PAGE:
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How to design snap-fit joints for 3D printing

This guide discusses the benefits of 3D printing snap-fits and gives design and material recommendations.

Written by James Low

How to design Snap-fit Joints for 3D Printing

Snap-fit joints are a quick, easy way of connecting two 3D-printed components by using interlocking features. Not only are they a low-cost and time-saving connection method, but they can also reduce the number of necessary parts in an assembly. Plus, they offer the possibility of rapid assembly and disassembly.

In this article, you'll learn which snap-fit connectors are the most appropriate for 3D printing , best practices to consider when designing snap-fits with plastics, and which 3D printing process is the most suitable for manufacturing your snap-fit connectors.

What are the advantages of snap-fitting?

3D-printed snap-fits don't have injection molding design limitations (e.g. draft angles, separation lines, wall thickness, undercuts) and can be easily designed and altered. This makes them ideal for rapid prototyping, where clearance and fit are critical. This is why they're often applied in the design and testing of enclosures .

3D printed enclosures with a snap-fit construction
Snap-fit construction for a DIY loudspeaker

What are common types of snap-fit connectors?

Two main types of snap-fit connectors are appropriate for 3D printing: cantilever and annular.

Cantilever snap-fits

Illustration of a cantilever snap-fit joint

The most common snap-fit joint is the cantilever, consisting of a protrusion (some type of bead or hook) at one end of the beam and a structural support at the other end. This protrusion is inserted into a cut-out or slot and deflects upon insertion. Once fully inserted, the protrusion bends back to lock the connection into place.

3D printed part with a cantilever snap-fit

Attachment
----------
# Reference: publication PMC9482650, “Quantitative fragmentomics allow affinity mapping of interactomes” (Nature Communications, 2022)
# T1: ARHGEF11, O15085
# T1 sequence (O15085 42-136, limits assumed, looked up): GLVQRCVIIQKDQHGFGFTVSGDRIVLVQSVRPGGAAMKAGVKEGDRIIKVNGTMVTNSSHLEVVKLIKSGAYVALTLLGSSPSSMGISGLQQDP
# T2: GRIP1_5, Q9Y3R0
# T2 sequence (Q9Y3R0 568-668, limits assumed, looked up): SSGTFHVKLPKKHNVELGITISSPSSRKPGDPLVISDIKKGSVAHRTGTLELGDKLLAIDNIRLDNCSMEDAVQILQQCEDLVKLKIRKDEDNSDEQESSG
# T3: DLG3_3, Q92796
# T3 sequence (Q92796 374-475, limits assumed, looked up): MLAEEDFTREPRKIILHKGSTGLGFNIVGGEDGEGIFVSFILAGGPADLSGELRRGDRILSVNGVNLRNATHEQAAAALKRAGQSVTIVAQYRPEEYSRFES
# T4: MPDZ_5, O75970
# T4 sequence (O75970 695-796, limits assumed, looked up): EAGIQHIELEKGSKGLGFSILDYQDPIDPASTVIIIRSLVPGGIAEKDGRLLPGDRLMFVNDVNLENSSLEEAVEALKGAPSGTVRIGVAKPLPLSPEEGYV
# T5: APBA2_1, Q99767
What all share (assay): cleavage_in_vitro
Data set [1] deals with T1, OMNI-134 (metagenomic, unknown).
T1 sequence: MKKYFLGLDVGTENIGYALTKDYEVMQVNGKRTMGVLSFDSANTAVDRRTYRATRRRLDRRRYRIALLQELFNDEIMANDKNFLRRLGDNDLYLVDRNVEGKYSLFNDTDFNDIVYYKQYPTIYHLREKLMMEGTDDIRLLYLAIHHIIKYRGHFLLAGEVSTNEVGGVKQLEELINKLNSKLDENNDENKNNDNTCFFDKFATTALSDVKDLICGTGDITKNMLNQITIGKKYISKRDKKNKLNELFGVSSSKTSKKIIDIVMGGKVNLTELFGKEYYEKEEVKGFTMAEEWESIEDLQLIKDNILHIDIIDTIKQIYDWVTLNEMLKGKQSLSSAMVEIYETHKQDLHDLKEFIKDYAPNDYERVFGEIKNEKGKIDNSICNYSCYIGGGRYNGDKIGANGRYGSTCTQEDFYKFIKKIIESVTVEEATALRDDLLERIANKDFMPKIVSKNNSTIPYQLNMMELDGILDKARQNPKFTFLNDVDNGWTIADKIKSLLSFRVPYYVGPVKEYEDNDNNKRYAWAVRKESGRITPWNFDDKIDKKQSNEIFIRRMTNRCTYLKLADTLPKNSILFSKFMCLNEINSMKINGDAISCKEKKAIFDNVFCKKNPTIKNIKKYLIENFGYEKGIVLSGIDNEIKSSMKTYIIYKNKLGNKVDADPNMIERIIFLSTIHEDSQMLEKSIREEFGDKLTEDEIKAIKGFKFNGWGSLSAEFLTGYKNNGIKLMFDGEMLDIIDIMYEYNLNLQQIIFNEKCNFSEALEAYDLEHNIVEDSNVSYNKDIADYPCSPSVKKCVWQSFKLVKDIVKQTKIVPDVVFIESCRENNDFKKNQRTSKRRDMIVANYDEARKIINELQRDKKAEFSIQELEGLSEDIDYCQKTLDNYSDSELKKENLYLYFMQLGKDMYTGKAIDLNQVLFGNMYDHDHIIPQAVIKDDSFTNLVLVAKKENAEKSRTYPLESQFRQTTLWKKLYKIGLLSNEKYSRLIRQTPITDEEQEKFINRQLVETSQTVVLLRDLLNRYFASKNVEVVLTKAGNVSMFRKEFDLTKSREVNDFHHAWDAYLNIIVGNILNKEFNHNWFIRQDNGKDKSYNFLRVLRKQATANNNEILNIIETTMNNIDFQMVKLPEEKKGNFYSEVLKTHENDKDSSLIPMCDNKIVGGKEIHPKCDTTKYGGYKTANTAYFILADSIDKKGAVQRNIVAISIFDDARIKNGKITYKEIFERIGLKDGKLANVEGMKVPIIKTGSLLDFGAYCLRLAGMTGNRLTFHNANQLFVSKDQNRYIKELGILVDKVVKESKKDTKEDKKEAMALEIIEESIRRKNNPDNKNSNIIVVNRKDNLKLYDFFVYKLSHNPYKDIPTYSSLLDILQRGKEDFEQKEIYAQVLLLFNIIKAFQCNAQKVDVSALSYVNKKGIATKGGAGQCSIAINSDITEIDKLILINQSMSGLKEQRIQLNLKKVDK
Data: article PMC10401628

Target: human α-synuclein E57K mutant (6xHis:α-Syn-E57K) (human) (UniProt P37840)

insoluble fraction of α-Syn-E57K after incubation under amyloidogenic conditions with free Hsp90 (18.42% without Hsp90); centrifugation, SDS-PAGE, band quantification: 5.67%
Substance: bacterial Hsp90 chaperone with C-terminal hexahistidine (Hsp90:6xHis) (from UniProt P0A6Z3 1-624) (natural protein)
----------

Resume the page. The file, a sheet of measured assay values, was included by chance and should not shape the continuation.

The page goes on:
A cantilever snap-fit on a 3D-printed enclosure

Cantilever snap-fits are easy to design and prove intuitive for the user during assembly and disassembly. In many cases, this is the cheapest way to join two parts together.

Annular snap-fits

The annular snap-fit utilizes a hoop strain to hold a pressed part in place. Common examples of annular snap-fits are bottle and pen caps. With annular snap-fits, it is possible to achieve a waterproof seal around the joint.

Schematic of an annular snap-fit

The rest of this article focuses on cantilever snap-fits.

Snap-fit design

In general, snap-fits will encounter the most stress during attachment and should return to their neutral position once the joining process is completed.

Once parts are mated, an undercut holds them together. Depending on the shape of the undercut, snap-fit assemblies can also be designed to make them permanent. A well-designed snap-fit with suitable material can be used many times without any noticeable fatigue.

What are best practices for designing snap-fits? 

Several design features can be implemented to reduce stress and strain on the snap-fit assembly. These include suggestions to:

Taper the design:

A snap-fit cantilever with a constant cross-section has an uneven distribution of strain. A tip for good design is to diminish the cross-section of the cantilever beam over its length. This uses less material and results in a more even distribution of strain in the cantilever.